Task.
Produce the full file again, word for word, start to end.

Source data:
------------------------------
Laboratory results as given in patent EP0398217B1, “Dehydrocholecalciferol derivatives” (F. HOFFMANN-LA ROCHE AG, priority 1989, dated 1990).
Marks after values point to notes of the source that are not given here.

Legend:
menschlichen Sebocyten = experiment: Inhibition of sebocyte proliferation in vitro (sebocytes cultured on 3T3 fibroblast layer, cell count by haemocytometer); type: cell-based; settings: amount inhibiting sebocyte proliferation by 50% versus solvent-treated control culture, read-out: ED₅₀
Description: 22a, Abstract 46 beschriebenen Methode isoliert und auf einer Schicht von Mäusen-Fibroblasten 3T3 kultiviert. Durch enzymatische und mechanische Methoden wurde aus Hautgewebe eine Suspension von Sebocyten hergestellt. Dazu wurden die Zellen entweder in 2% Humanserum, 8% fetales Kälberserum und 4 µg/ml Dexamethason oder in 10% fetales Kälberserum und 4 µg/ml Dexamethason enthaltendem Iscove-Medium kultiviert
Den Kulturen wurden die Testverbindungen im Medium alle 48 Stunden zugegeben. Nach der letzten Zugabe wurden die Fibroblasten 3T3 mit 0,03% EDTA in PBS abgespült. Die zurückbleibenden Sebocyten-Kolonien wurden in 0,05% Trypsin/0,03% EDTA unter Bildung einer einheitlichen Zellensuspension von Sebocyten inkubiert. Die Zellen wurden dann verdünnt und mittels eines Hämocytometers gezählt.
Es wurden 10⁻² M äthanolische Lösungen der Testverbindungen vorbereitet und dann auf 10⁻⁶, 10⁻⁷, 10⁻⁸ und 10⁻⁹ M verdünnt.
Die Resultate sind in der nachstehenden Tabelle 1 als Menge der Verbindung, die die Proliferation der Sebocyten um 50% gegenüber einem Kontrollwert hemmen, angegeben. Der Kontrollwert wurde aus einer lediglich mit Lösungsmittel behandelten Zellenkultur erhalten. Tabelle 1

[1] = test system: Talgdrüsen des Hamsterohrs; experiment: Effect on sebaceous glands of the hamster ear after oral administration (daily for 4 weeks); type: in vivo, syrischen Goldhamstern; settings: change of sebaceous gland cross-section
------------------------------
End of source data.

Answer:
Laboratory results as given in patent EP0398217B1, “Dehydrocholecalciferol derivatives” (F. HOFFMANN-LA ROCHE AG, priority 1989, dated 1990).
Marks after values point to notes of the source that are not given here.

Legend:
menschlichen Sebocyten = experiment: Inhibition of sebocyte proliferation in vitro (sebocytes cultured on 3T3 fibroblast layer, cell count by haemocytometer); type: cell-based; settings: amount inhibiting sebocyte proliferation by 50% versus solvent-treated control culture, read-out: ED₅₀
Description: 22a, Abstract 46 beschriebenen Methode isoliert und auf einer Schicht von Mäusen-Fibroblasten 3T3 kultiviert. Durch enzymatische und mechanische Methoden wurde aus Hautgewebe eine Suspension von Sebocyten hergestellt. Dazu wurden die Zellen entweder in 2% Humanserum, 8% fetales Kälberserum und 4 µg/ml Dexamethason oder in 10% fetales Kälberserum und 4 µg/ml Dexamethason enthaltendem Iscove-Medium kultiviert
Den Kulturen wurden die Testverbindungen im Medium alle 48 Stunden zugegeben. Nach der letzten Zugabe wurden die Fibroblasten 3T3 mit 0,03% EDTA in PBS abgespült. Die zurückbleibenden Sebocyten-Kolonien wurden in 0,05% Trypsin/0,03% EDTA unter Bildung einer einheitlichen Zellensuspension von Sebocyten inkubiert. Die Zellen wurden dann verdünnt und mittels eines Hämocytometers gezählt.
Es wurden 10⁻² M äthanolische Lösungen der Testverbindungen vorbereitet und dann auf 10⁻⁶, 10⁻⁷, 10⁻⁸ und 10⁻⁹ M verdünnt.
Die Resultate sind in der nachstehenden Tabelle 1 als Menge der Verbindung, die die Proliferation der Sebocyten um 50% gegenüber einem Kontrollwert hemmen, angegeben. Der Kontrollwert wurde aus einer lediglich mit Lösungsmittel behandelten Zellenkultur erhalten. Tabelle 1

[1] = test system: Talgdrüsen des Hamsterohrs; experiment: Effect on sebaceous glands of the hamster ear after oral administration (daily for 4 weeks); type: in vivo, syrischen Goldhamstern; settings: change of sebaceous gland cross-section